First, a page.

Then, of course, we have the West African Ebola outbreak.  We should all feel reassured that the president went on record that no cases would be spawned here – other than the fact that we now hear there may be several people who are  currently under observation for the disease.  Politicians, and the rest of us for that matter, should refrain from using the words none or all, since one exception makes our statements incorrect.  But to the average Joe or Juwanna, making sweeping statements is very reassuring – until the exception manifests itself.

Now what do all three of these issues have in common?

We know that ISIS’ members are so fanatical that they are willing to sacrifice themselves for an assured place with Allah in the afterlife.  I applaud their devotion and wish them all a speedy trip.  One of the ways to make that dream a reality is dying while killing the infidel – namely any or all of the six plus billion people or so who do not subscribe to Islam – and, for that matter, many of their Islamic brethren who do not adhere to their exact interpretation of that faith.

Given the porosity of our borders, the ease of international air travel, what is to prevent these zealots from sending a contingent of their fellow jihadists to West Africa, purposely infecting themselves with Ebola and then travelling to the United States and dispersing among many of our cities?  Purportedly, we have five medical centers nationwide which are equipped to treat patients who are affected by the Ebola virus.  How would we handle hundreds or thousands or tens of thousands of such cases?  The answer is that we couldn’t.  And, sadly, that’s true no matter how much Obama, his cronies and supporters claim otherwise.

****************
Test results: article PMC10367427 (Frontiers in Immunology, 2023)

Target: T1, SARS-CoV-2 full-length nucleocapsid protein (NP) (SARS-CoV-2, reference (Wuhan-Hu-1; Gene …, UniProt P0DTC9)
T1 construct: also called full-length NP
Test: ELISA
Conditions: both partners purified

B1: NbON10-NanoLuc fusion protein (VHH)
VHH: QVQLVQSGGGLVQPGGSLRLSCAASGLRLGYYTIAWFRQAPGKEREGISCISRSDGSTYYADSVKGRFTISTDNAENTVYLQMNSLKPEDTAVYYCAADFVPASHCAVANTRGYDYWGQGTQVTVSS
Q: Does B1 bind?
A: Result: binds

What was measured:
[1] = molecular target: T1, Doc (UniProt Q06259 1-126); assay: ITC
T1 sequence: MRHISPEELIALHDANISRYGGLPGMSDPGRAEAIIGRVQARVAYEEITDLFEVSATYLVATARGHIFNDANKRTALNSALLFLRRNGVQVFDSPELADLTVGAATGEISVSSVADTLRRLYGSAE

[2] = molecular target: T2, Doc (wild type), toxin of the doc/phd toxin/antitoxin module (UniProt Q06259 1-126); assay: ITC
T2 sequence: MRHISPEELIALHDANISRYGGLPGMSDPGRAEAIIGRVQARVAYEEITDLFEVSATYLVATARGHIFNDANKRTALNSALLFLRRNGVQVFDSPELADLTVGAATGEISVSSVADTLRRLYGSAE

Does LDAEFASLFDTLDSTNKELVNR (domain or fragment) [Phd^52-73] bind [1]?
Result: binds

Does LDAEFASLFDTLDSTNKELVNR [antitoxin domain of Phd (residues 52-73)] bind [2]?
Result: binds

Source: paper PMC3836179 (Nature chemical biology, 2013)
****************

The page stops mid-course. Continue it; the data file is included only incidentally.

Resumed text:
The nation has endured nearly six years of an administration that is either ineffectual, indifferent or incompetent.  It’s hard to imagine suffering through another two more years of the same.  Should President Obama decide that the greatest contribution he could make to the country is taking an early retirement and heading for the golf course, I’d be willing to chip in to help pay his greens fees.  And while gaffe stricken VP Biden doesn’t seem much of an improvement, at least he would provide us with a little comic relief.  And just about now, based on the pessimistic view most Americans hold of the future, we could all use a good laugh.

And that’s calling a spade a spade.

CRONY ACCOUNTING

On April Fools Day amid blares, whistles, balloons and dancing buffoons our government announced that they had (due to a last minute surge in enthusiasm and interest) attained their goal of enrolling 7.1 million people in Obamacare.  Naturally, Chief Head Games Player Obama did a lap victory dance in the Rose Garden to make the announcement.

Frankly, I have always been suspect of government accounting.  There is a reason for that.  In my first job after college, I worked for the State of Illinois for two years and was one of the people who helped develop some of those numbers.  And I saw how they were crafted together.

My division of the Illinois Department of Revenue was responsible for determining the valuations for personal and real property which would be the basis for assessing the amount of property taxes that the railroads who ran through the state would pay to the various local taxing districts and to the state itself.  We had a formula for making these assessments which was fair and which had been used for years.  Not only had it been in use for a long time, it had been challenged in court by several of the railroads and upheld as a valid way of assessing their property by the Illinois Supreme Court.